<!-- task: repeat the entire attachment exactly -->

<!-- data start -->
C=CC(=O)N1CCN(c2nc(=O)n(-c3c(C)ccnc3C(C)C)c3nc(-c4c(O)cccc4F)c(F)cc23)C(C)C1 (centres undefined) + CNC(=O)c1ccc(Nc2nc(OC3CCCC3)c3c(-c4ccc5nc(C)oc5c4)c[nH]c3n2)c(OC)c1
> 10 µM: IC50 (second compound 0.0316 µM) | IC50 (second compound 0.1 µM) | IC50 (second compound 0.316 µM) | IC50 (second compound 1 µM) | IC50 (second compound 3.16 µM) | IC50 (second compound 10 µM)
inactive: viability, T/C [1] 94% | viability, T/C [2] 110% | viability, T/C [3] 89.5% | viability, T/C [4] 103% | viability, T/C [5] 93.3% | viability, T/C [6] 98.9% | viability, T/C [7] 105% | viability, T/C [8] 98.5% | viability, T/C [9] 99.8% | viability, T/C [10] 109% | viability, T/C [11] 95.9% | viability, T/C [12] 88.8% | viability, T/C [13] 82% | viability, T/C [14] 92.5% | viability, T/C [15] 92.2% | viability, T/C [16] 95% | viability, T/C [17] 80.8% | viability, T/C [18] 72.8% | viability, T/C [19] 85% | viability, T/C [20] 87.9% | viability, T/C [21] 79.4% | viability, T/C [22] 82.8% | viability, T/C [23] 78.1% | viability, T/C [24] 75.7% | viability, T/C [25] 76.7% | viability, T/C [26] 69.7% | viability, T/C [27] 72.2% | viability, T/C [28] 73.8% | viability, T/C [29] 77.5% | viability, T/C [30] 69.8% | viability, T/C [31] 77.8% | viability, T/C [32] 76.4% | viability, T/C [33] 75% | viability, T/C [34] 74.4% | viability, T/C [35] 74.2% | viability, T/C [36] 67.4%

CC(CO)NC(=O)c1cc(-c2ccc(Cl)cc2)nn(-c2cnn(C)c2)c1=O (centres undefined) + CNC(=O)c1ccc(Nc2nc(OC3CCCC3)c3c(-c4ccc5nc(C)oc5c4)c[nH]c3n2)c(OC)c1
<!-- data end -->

C=CC(=O)N1CCN(c2nc(=O)n(-c3c(C)ccnc3C(C)C)c3nc(-c4c(O)cccc4F)c(F)cc23)C(C)C1 (centres undefined) + CNC(=O)c1ccc(Nc2nc(OC3CCCC3)c3c(-c4ccc5nc(C)oc5c4)c[nH]c3n2)c(OC)c1
> 10 µM: IC50 (second compound 0.0316 µM) | IC50 (second compound 0.1 µM) | IC50 (second compound 0.316 µM) | IC50 (second compound 1 µM) | IC50 (second compound 3.16 µM) | IC50 (second compound 10 µM)
inactive: viability, T/C [1] 94% | viability, T/C [2] 110% | viability, T/C [3] 89.5% | viability, T/C [4] 103% | viability, T/C [5] 93.3% | viability, T/C [6] 98.9% | viability, T/C [7] 105% | viability, T/C [8] 98.5% | viability, T/C [9] 99.8% | viability, T/C [10] 109% | viability, T/C [11] 95.9% | viability, T/C [12] 88.8% | viability, T/C [13] 82% | viability, T/C [14] 92.5% | viability, T/C [15] 92.2% | viability, T/C [16] 95% | viability, T/C [17] 80.8% | viability, T/C [18] 72.8% | viability, T/C [19] 85% | viability, T/C [20] 87.9% | viability, T/C [21] 79.4% | viability, T/C [22] 82.8% | viability, T/C [23] 78.1% | viability, T/C [24] 75.7% | viability, T/C [25] 76.7% | viability, T/C [26] 69.7% | viability, T/C [27] 72.2% | viability, T/C [28] 73.8% | viability, T/C [29] 77.5% | viability, T/C [30] 69.8% | viability, T/C [31] 77.8% | viability, T/C [32] 76.4% | viability, T/C [33] 75% | viability, T/C [34] 74.4% | viability, T/C [35] 74.2% | viability, T/C [36] 67.4%

CC(CO)NC(=O)c1cc(-c2ccc(Cl)cc2)nn(-c2cnn(C)c2)c1=O (centres undefined) + CNC(=O)c1ccc(Nc2nc(OC3CCCC3)c3c(-c4ccc5nc(C)oc5c4)c[nH]c3n2)c(OC)c1